179 pages, 16 colour plates, b/w photos, b/w illustrations, tables
Snow and ice environments support significant biological activity, yet the biological importance of some of these habitats, such as glaciers, has only recently gained appreciation. Collectively, these ecosystems form a significant part of the cryosphere, most of which is situated at high latitudes. These ice environments are important sentinels of climate change since the polar regions are presently undergoing the highest rates of climate warming, resulting in very marked changes in the extent of ice caps, glaciers, and the sea ice. Glacial systems are also regarded as an analogue for astrobiology, particularly for Mars and the moons of Jupiter (e.g. Europa), and one of the justifications for research in this area is its potential value in astrobiology.
This timely and accessible volume draws together the current knowledge on life in snow and ice environments. It describes these often complex and often productive ecosystems, their physical and chemical conditions, and the nature and activity of the organisms that have colonised them. The cryosphere is the domain of extremophiles, organisms able to adapt to the physiological and biochemical challenges of harsh cold conditions where liquid water may only be present for relatively short periods each year. The majority of extremophiles in ice and snow are microorganisms.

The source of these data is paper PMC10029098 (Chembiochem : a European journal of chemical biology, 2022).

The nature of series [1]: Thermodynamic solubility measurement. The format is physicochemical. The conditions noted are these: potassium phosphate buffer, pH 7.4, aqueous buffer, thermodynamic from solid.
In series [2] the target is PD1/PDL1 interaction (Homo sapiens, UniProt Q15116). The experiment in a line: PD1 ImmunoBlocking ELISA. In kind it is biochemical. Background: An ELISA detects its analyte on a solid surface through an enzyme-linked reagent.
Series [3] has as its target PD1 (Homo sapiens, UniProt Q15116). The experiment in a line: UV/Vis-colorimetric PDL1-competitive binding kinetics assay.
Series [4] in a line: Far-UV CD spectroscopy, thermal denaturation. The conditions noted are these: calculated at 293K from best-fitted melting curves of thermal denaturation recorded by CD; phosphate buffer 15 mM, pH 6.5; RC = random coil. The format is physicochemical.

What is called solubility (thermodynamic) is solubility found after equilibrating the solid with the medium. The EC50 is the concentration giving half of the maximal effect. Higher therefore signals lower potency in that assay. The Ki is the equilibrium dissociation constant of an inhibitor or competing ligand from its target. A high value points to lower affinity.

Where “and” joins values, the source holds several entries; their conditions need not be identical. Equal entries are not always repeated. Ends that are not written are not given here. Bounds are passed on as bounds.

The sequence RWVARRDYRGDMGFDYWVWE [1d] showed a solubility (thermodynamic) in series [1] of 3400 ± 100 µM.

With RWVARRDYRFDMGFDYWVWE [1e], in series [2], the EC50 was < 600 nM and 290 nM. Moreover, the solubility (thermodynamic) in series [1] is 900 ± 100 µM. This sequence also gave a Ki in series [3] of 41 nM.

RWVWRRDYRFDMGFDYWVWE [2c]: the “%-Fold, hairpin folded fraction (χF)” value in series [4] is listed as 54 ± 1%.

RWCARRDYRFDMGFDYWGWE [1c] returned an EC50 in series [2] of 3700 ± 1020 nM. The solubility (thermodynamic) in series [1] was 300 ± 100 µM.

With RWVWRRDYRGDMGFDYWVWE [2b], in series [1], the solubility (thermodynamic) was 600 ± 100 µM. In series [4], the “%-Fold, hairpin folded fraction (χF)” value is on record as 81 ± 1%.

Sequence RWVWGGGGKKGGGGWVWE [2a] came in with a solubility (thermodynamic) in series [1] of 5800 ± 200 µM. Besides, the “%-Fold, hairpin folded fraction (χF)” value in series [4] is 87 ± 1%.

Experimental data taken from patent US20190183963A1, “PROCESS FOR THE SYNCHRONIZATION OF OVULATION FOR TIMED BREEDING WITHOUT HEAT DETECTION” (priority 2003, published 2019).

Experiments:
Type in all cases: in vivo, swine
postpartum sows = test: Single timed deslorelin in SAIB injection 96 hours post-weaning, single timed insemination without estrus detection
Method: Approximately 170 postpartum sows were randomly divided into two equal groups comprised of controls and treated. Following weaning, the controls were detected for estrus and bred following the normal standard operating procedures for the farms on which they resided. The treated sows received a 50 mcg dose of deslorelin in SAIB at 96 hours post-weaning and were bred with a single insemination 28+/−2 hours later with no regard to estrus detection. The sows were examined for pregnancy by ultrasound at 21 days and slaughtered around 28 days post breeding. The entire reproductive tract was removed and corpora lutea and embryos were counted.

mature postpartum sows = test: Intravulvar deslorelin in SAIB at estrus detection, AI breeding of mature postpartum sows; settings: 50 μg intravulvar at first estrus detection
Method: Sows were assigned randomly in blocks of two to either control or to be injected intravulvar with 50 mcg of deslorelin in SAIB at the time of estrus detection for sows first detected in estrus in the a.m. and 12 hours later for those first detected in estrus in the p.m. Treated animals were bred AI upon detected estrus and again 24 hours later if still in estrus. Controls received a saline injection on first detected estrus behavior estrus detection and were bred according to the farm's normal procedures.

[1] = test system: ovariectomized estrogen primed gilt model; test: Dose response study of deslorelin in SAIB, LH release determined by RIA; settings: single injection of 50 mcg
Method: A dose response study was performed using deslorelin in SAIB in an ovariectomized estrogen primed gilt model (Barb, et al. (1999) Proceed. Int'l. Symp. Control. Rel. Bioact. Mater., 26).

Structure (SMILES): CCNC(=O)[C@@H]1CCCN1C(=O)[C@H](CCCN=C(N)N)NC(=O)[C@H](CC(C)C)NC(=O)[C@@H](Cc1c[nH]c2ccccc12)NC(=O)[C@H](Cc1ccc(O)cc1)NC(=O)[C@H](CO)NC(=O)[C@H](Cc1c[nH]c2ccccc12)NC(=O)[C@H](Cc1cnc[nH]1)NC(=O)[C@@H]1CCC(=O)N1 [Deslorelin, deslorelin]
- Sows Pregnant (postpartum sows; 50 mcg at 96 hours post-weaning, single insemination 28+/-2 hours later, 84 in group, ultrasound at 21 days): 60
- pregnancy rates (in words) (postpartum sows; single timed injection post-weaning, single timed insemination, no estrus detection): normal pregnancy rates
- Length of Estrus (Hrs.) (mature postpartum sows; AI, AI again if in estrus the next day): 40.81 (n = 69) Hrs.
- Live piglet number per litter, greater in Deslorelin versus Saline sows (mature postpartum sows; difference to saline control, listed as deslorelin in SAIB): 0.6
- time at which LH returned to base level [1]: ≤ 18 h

"The Ecology of Snow and Ice Environments" is intended for the non-specialist, enabling environmental scientists to understand the biological functioning of extreme cold environments and for biologists to gain knowledge of the nature of the cryosphere.
1: An introduction to ice environments and their biology
3: Ice surface environments
4: Sea and lake ice
5: Sub-glacial environments
7: Future directions
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Professor Laybourn-Parry is a Visiting Professor in the Bristol Glaciology Centre at Bristol University. Her research career spans 38 years, the last 22 years being spent researching polar ecosystems with the Australian and US Antarctic programmes in Antarctica and in Spitzbergen in the Arctic. She has produced four books and over 150 articles and reviews. Prior to her retirement in 2009 she was Pro Vice-Chancellor for Research at the University of Tasmania in Australia.
Professor Martyn Tranter is a Professor in the Bristol Glaciology Centre, specialising in biogeochemical processes in the cryosphere. He has worked in the Alps, Norway, Svalbard, Greenland and Antarctica, the latter via the kind auspices of the McMurdo Dry Valley Long Term Ecological Research program. He has edited four books and authored over 140 articles.
Professor Andy Hodson is a Professor in Cold Regions Biogeochemistry in the Geography Department at Sheffield University. He has been working continuously in Arctic Svalbard since 1991 and he now holds an adjunct position at the University on Svalbard (UNIS). His research has documented hydrological and biogeochemical process dynamics during the melt season in both polar regions, including maritime glacial environments of the Antarctic Peninsula and Svalbard, and continental ice sheets in Greenland and Antarctica.